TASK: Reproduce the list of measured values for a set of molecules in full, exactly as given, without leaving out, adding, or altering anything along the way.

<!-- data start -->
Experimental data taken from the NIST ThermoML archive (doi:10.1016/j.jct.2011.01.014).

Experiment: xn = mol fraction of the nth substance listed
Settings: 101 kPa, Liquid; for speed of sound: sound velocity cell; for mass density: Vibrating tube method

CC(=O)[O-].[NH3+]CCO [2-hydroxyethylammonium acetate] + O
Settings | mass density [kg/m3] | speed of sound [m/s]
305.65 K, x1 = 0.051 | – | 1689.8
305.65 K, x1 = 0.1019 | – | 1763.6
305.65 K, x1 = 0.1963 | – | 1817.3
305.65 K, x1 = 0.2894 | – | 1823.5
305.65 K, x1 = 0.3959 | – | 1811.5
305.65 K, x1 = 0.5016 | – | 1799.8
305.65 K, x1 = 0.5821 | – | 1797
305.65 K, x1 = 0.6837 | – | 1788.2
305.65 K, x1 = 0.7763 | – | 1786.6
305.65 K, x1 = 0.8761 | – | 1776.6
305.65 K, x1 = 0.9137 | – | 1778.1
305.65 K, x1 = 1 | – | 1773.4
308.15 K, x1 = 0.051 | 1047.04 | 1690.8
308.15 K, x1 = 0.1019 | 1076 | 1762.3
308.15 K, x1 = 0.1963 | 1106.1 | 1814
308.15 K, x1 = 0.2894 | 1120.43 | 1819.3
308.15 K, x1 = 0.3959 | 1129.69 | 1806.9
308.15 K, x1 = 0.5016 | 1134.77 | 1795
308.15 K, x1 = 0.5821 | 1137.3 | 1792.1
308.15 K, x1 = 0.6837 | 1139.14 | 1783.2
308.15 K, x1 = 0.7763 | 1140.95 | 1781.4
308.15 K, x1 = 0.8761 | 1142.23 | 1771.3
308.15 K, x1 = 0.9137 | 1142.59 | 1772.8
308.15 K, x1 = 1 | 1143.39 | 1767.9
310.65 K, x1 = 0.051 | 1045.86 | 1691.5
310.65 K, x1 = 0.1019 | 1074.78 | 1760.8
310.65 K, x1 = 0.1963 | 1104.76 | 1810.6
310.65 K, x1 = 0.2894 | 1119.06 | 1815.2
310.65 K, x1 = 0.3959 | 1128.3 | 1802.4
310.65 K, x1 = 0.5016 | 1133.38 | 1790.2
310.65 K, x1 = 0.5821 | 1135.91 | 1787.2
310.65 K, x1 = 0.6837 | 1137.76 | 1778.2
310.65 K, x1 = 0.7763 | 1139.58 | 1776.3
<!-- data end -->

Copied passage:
Experimental data taken from the NIST ThermoML archive (doi:10.1016/j.jct.2011.01.014).

Experiment: xn = mol fraction of the nth substance listed
Settings: 101 kPa, Liquid; for speed of sound: sound velocity cell; for mass density: Vibrating tube method

CC(=O)[O-].[NH3+]CCO [2-hydroxyethylammonium acetate] + O
Settings | mass density [kg/m3] | speed of sound [m/s]
305.65 K, x1 = 0.051 | – | 1689.8
305.65 K, x1 = 0.1019 | – | 1763.6
305.65 K, x1 = 0.1963 | – | 1817.3
305.65 K, x1 = 0.2894 | – | 1823.5
305.65 K, x1 = 0.3959 | – | 1811.5
305.65 K, x1 = 0.5016 | – | 1799.8
305.65 K, x1 = 0.5821 | – | 1797
305.65 K, x1 = 0.6837 | – | 1788.2
305.65 K, x1 = 0.7763 | – | 1786.6
305.65 K, x1 = 0.8761 | – | 1776.6
305.65 K, x1 = 0.9137 | – | 1778.1
305.65 K, x1 = 1 | – | 1773.4
308.15 K, x1 = 0.051 | 1047.04 | 1690.8
308.15 K, x1 = 0.1019 | 1076 | 1762.3
308.15 K, x1 = 0.1963 | 1106.1 | 1814
308.15 K, x1 = 0.2894 | 1120.43 | 1819.3
308.15 K, x1 = 0.3959 | 1129.69 | 1806.9
308.15 K, x1 = 0.5016 | 1134.77 | 1795
308.15 K, x1 = 0.5821 | 1137.3 | 1792.1
308.15 K, x1 = 0.6837 | 1139.14 | 1783.2
308.15 K, x1 = 0.7763 | 1140.95 | 1781.4
308.15 K, x1 = 0.8761 | 1142.23 | 1771.3
308.15 K, x1 = 0.9137 | 1142.59 | 1772.8
308.15 K, x1 = 1 | 1143.39 | 1767.9
310.65 K, x1 = 0.051 | 1045.86 | 1691.5
310.65 K, x1 = 0.1019 | 1074.78 | 1760.8
310.65 K, x1 = 0.1963 | 1104.76 | 1810.6
310.65 K, x1 = 0.2894 | 1119.06 | 1815.2
310.65 K, x1 = 0.3959 | 1128.3 | 1802.4
310.65 K, x1 = 0.5016 | 1133.38 | 1790.2
310.65 K, x1 = 0.5821 | 1135.91 | 1787.2
310.65 K, x1 = 0.6837 | 1137.76 | 1778.2
310.65 K, x1 = 0.7763 | 1139.58 | 1776.3